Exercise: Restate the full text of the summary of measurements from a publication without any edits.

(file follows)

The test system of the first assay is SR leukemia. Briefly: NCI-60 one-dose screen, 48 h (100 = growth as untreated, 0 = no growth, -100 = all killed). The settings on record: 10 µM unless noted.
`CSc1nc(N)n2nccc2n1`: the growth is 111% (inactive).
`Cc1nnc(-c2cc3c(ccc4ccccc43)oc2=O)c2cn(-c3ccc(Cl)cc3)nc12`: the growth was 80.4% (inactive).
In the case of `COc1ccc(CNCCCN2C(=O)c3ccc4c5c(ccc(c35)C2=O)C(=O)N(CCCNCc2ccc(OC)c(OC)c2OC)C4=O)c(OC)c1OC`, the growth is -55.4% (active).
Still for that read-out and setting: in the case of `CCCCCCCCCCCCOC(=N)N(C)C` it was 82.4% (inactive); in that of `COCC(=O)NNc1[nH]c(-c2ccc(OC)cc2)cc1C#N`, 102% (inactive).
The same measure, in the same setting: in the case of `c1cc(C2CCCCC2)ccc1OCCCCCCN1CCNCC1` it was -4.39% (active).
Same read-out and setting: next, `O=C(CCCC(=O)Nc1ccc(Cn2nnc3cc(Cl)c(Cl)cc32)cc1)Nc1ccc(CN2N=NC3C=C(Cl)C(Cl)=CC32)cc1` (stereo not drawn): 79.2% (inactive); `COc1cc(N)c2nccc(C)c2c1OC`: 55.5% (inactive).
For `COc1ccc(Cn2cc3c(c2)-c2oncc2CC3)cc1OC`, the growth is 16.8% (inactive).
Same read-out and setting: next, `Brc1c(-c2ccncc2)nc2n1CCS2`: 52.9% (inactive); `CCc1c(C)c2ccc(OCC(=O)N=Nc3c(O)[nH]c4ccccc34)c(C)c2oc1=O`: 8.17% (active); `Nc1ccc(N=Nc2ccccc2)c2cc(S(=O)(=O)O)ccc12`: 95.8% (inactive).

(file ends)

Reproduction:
The test system of the first assay is SR leukemia. Briefly: NCI-60 one-dose screen, 48 h (100 = growth as untreated, 0 = no growth, -100 = all killed). The settings on record: 10 µM unless noted.
`CSc1nc(N)n2nccc2n1`: the growth is 111% (inactive).
`Cc1nnc(-c2cc3c(ccc4ccccc43)oc2=O)c2cn(-c3ccc(Cl)cc3)nc12`: the growth was 80.4% (inactive).
In the case of `COc1ccc(CNCCCN2C(=O)c3ccc4c5c(ccc(c35)C2=O)C(=O)N(CCCNCc2ccc(OC)c(OC)c2OC)C4=O)c(OC)c1OC`, the growth is -55.4% (active).
Still for that read-out and setting: in the case of `CCCCCCCCCCCCOC(=N)N(C)C` it was 82.4% (inactive); in that of `COCC(=O)NNc1[nH]c(-c2ccc(OC)cc2)cc1C#N`, 102% (inactive).
The same measure, in the same setting: in the case of `c1cc(C2CCCCC2)ccc1OCCCCCCN1CCNCC1` it was -4.39% (active).
Same read-out and setting: next, `O=C(CCCC(=O)Nc1ccc(Cn2nnc3cc(Cl)c(Cl)cc32)cc1)Nc1ccc(CN2N=NC3C=C(Cl)C(Cl)=CC32)cc1` (stereo not drawn): 79.2% (inactive); `COc1cc(N)c2nccc(C)c2c1OC`: 55.5% (inactive).
For `COc1ccc(Cn2cc3c(c2)-c2oncc2CC3)cc1OC`, the growth is 16.8% (inactive).
Same read-out and setting: next, `Brc1c(-c2ccncc2)nc2n1CCS2`: 52.9% (inactive); `CCc1c(C)c2ccc(OCC(=O)N=Nc3c(O)[nH]c4ccccc34)c(C)c2oc1=O`: 8.17% (active); `Nc1ccc(N=Nc2ccccc2)c2cc(S(=O)(=O)O)ccc12`: 95.8% (inactive).